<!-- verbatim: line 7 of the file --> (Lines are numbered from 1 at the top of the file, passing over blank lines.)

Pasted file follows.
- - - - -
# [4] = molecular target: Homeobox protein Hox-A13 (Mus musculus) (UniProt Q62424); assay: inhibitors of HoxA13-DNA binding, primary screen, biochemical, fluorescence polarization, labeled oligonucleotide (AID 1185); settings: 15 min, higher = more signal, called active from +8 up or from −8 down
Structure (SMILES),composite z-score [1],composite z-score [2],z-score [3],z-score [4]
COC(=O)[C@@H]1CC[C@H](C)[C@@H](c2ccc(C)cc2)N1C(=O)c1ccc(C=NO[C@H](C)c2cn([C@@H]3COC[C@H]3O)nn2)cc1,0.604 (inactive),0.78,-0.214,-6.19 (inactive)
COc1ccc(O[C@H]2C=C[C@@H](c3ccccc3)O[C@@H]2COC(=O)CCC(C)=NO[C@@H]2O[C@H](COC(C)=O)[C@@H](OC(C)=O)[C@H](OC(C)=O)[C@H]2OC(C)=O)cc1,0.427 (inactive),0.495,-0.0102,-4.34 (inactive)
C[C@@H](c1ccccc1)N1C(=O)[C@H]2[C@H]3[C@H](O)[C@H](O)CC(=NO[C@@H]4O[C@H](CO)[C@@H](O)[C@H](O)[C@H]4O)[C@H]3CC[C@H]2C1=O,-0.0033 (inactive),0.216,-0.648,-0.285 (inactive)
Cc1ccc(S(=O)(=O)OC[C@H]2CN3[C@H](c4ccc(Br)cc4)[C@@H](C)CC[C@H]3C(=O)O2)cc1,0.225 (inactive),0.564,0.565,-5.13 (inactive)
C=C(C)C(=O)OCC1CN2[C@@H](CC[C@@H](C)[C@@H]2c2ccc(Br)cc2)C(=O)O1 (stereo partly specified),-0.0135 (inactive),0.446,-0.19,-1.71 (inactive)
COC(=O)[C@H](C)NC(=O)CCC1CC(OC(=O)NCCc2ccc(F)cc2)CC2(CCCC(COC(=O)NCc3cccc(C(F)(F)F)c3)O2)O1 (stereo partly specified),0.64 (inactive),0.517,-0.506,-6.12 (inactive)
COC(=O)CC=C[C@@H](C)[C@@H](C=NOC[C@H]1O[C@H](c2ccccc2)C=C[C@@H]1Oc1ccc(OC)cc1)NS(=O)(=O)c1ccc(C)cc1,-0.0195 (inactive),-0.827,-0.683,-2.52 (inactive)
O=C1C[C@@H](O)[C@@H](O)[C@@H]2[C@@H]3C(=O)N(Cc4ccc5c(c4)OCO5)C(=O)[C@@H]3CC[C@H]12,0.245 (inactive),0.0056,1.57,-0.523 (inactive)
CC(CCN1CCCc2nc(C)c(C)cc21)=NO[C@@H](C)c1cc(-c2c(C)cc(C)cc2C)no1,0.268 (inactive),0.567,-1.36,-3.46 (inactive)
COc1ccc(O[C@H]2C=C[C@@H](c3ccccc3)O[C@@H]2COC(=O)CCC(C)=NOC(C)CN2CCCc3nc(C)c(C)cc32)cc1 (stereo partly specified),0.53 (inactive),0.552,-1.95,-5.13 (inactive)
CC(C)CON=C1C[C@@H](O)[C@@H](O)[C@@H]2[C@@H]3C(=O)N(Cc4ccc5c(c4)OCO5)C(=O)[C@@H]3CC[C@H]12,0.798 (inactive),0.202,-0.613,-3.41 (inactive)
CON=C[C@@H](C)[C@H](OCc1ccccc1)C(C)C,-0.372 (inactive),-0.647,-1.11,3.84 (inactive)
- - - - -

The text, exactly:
C=C(C)C(=O)OCC1CN2[C@@H](CC[C@@H](C)[C@@H]2c2ccc(Br)cc2)C(=O)O1 (stereo partly specified),-0.0135 (inactive),0.446,-0.19,-1.71 (inactive)